Data from the US on Thursday dealt yet another blow to hopes of a September hike from the Federal Reserve, with retail sales data disappointing for a second month and casting more doubt on whether the US economy is as healthy as policy makers would have us believe.
With two more important pieces of economic data to come again on Friday, the question has become whether the Fed will raise rates this year rather than next week. A September hike has been all but written off by the markets, with the implied probability now down to only 12%, a level that the Fed will be very reluctant to act at on the fear of creating unnecessarily market turbulence.
Source – CME Group FedWatch Tool
If the Fed was intending to raise rates at this meeting, it would have to seriously reflect on its communication strategy because the message from policy makers has been very mixed, with some key members appearing to be very much opposed to doing so. Today’s data has probably come too late to impact the decision next week but the December meeting remains very much live and inflation and consumer metrics are likely to feature heavily in Fed discussions.
While the CPI release is not the Fed’s preferred measure of inflation, it is released ahead of the core PCE number and therefore offers more timely insight into inflationary pressures in the US. The dollar has been gradually rising since May which may weigh on the data slightly, although it still remains some way off the levels from the start of the year. Still, the core CPI is expected to remain at 2.2% compared to a year ago which is above the Fed’s target of 2% and while this is higher than the 1.6% core PCE reading from last month, it does suggest that inflationary pressures are existent in the economy. What we’re looking for though is signs that inflation is picking up or slowing down, which could also be reflected in the PCE figure in a couple of weeks.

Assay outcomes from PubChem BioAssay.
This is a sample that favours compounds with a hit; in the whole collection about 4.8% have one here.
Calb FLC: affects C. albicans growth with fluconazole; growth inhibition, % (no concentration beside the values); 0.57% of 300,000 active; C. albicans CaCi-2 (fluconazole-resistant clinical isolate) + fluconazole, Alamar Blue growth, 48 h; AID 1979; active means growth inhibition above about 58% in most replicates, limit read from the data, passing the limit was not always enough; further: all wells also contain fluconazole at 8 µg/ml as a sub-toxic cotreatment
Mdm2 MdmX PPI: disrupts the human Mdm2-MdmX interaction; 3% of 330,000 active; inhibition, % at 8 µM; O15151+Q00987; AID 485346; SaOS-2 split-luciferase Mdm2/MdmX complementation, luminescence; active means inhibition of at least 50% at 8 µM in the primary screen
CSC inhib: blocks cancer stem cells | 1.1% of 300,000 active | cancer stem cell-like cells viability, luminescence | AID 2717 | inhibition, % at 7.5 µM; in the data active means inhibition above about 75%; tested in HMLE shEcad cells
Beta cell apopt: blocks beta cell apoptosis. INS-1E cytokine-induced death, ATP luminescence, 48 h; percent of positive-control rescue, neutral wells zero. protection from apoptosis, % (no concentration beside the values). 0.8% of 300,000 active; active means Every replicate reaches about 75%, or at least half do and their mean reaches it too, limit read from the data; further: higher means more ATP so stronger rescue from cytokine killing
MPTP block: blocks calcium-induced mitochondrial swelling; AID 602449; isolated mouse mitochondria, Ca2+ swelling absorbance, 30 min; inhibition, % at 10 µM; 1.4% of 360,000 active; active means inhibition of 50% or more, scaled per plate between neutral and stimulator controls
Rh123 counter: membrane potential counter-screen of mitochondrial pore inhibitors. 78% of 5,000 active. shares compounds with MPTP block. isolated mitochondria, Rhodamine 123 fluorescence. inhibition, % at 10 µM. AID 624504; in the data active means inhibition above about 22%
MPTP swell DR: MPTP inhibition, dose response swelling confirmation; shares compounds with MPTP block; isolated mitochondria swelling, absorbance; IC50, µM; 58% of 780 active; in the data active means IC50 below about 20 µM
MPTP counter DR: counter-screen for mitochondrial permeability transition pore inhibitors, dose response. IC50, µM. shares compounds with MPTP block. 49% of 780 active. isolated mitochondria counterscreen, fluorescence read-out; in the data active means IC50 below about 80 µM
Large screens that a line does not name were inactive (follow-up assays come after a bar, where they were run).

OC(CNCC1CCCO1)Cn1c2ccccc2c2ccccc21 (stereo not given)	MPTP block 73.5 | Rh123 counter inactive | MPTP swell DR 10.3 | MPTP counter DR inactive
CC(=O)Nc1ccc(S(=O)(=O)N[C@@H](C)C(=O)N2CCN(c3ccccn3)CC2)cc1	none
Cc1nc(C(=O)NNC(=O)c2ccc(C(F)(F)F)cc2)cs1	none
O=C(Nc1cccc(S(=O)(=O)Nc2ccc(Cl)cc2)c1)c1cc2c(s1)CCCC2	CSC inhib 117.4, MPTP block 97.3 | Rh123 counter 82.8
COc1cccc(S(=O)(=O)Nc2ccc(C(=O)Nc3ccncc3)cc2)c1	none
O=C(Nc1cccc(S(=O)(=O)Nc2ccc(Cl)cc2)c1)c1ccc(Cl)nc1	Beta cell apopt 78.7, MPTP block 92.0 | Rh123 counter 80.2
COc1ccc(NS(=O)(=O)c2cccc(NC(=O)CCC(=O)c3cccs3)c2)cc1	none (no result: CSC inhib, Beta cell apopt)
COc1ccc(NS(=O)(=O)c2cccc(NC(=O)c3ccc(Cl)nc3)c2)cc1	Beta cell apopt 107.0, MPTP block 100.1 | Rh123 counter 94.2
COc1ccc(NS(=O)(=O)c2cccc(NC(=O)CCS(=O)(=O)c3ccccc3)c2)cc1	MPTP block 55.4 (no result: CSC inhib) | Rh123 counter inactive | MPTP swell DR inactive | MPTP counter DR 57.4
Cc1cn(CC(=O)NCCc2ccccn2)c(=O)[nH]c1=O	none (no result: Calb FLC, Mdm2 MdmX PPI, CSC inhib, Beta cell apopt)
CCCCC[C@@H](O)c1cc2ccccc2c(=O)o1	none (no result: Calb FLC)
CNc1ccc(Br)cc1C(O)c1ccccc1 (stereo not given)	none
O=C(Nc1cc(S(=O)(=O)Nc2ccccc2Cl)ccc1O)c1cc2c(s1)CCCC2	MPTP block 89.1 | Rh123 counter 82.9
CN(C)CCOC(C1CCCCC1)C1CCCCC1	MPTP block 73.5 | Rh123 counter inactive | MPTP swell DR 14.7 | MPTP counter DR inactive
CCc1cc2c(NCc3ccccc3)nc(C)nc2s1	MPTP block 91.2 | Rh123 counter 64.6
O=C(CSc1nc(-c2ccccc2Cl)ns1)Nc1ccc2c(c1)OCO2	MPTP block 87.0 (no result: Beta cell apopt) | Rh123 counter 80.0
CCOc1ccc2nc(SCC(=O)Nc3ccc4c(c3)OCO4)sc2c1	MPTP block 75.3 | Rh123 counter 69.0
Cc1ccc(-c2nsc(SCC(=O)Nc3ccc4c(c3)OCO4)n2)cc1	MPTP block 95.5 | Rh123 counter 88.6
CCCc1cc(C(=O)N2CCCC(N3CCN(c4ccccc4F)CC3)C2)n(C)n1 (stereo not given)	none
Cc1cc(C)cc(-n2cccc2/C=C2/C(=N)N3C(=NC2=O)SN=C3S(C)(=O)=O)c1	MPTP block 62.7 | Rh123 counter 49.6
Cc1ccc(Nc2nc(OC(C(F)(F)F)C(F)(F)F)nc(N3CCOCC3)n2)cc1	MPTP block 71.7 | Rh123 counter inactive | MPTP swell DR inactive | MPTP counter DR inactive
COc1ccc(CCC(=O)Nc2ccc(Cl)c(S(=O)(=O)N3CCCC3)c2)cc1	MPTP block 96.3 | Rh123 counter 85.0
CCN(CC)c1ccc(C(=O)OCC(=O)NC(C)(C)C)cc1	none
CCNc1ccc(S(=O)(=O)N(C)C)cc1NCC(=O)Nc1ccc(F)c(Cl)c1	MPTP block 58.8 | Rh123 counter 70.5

Consumer sentiment is expected to rise to 90.8 in September, falling just short of the highest levels it’s been at since the 2008 financial crisis and where it has been consistently at since the start of last year. The only problem is that this is not really being reflected in actual consumer spending behaviour, as evidenced once again in the retail sales number yesterday which begs the question, how much attention can we actually pay to it. Should we see it rise in line with expectations, or slightly higher, then the answer is probably not too much. A surprise decline though will be taken as a further sign that consumer spending is going to remain subdued throughout the second half of the year and strong growth will continue to elude the world’s largest economy.
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